KEYSER - City of Keyser employees will be receiving an across-the-board raise, thanks to the city council and members of the water and sanitary boards.

By Liz Beavers
lbeavers@newstribune.info
Tribune Managing Editor
@lizbeavers1
KEYSER - City of Keyser employees will be receiving an across-the-board raise, thanks to the city council and members of the water and sanitary boards.
City administrator Randy Amtower announced this week that the water and sewer boards had voted to give the hourly employees of those departments a 1.5 percent raise - as long as the council approved the same amount for the remainder of the hourly employees.
Water and sewer department employees are paid out of their own department budgets and are under the jurisdiction of the separate utility boards, while other employees are paid from the general fund and any raise must be approved by the council.
Some employees - like city clerk Brandi Paugh, who works with both water and sewer - are paid proportionately from each department budget.
Amtower said the water and sanitary boards wanted the council to approve the raise for the general employees in order to be fair to all.
The question the council members have, however, is about raises for the city’s salaried employees.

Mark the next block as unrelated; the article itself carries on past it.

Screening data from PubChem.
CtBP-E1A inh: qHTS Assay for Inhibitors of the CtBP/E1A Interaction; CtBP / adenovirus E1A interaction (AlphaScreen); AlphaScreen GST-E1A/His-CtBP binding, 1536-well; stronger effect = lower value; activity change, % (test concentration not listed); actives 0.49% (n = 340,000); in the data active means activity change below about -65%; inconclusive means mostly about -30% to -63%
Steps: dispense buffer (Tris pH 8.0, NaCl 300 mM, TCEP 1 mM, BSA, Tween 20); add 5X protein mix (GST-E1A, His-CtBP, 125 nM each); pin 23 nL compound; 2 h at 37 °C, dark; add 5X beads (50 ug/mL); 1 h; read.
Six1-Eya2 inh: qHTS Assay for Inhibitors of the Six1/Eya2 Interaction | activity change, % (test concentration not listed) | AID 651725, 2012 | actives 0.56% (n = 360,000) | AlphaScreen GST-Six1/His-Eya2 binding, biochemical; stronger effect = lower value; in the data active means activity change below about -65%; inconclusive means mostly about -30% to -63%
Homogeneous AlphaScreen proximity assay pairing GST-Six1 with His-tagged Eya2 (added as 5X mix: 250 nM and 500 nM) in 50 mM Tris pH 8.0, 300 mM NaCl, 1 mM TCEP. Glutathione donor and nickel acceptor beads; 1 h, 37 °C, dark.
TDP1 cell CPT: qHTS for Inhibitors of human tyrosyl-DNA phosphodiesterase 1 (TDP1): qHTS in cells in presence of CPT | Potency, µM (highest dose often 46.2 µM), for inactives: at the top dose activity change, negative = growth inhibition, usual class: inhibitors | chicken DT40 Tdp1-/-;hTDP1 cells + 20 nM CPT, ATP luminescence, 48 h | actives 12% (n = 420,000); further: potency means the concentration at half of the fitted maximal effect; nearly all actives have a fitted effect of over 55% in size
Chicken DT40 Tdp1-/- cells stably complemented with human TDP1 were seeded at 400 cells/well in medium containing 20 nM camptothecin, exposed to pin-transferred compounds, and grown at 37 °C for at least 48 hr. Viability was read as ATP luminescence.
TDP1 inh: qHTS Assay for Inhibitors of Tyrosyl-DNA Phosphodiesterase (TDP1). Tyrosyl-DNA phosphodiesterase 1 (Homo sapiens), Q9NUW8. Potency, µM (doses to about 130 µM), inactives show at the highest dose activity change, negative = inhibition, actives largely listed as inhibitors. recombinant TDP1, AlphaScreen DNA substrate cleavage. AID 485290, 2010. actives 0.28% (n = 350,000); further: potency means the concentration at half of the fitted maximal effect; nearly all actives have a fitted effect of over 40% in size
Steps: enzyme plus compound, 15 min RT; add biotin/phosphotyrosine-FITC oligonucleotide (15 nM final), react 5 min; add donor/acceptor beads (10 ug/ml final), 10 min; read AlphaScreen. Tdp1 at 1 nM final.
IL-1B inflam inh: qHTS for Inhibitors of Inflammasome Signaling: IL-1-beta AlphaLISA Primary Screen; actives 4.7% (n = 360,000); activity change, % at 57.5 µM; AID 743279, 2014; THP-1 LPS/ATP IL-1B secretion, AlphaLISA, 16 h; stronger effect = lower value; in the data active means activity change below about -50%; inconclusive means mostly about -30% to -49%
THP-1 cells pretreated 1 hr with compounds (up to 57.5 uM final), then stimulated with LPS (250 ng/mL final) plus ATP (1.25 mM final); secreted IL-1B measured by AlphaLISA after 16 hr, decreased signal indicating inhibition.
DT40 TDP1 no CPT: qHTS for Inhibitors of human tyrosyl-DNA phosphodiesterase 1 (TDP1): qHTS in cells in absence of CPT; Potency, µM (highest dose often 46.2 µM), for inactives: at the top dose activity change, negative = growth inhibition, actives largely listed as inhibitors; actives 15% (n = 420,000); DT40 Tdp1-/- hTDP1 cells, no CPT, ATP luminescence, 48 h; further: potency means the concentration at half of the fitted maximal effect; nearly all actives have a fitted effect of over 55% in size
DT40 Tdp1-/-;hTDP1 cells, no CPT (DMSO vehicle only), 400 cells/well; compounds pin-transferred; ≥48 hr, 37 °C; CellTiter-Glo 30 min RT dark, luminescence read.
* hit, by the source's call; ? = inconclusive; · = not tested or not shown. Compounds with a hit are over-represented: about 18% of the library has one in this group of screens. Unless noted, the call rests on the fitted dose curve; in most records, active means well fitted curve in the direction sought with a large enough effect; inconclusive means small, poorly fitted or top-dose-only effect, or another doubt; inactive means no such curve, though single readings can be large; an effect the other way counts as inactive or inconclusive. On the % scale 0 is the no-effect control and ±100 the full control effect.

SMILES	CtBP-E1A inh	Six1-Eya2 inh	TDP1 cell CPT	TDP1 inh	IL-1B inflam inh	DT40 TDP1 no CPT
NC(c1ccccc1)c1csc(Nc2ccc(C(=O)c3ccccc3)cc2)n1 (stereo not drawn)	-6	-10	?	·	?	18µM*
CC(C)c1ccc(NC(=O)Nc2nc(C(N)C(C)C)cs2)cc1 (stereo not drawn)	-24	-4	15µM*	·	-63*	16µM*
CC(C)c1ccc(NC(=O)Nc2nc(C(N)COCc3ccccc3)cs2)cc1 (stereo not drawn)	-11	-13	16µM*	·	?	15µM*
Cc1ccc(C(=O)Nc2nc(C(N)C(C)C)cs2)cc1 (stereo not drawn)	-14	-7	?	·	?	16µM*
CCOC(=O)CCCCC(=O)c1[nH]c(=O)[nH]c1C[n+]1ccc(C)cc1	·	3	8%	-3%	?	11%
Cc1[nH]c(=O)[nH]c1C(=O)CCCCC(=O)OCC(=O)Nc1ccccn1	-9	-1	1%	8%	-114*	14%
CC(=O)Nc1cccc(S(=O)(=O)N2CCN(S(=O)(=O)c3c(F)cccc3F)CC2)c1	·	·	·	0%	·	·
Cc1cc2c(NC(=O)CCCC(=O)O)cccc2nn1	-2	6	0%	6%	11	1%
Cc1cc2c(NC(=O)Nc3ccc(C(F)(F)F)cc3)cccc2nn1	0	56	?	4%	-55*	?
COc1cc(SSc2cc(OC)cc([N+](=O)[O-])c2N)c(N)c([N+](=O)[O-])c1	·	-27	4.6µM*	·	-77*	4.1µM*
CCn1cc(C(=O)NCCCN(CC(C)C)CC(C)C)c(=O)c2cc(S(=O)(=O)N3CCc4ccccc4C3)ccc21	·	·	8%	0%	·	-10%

“When was the last time the salary employees got raises?” council member Jen Junkins asked Amtower at one point.
“It’s been awhile,” Amtower confirmed.
According to police chief Karen Shoemaker, with hourly employees receiving raises and salaried employees receiving no raises, the hourly employees’ pay “keeps inching up” toward the supervisors’ pay “and they don’t have near the responsibility.”
Council member Karol Ashenfelter told the News Tribune she feels the raises should be across the board - both salaried and hourly employees.
Eric Murphy agrees.
“It needs to be across the board … the city employees, across the board, are the backbone of this city," he said.
Amtower estimated that across-the-board raises, at 1.5 percent, would cost the city a total of $11,812.98, counting benefits but not counting any overtime.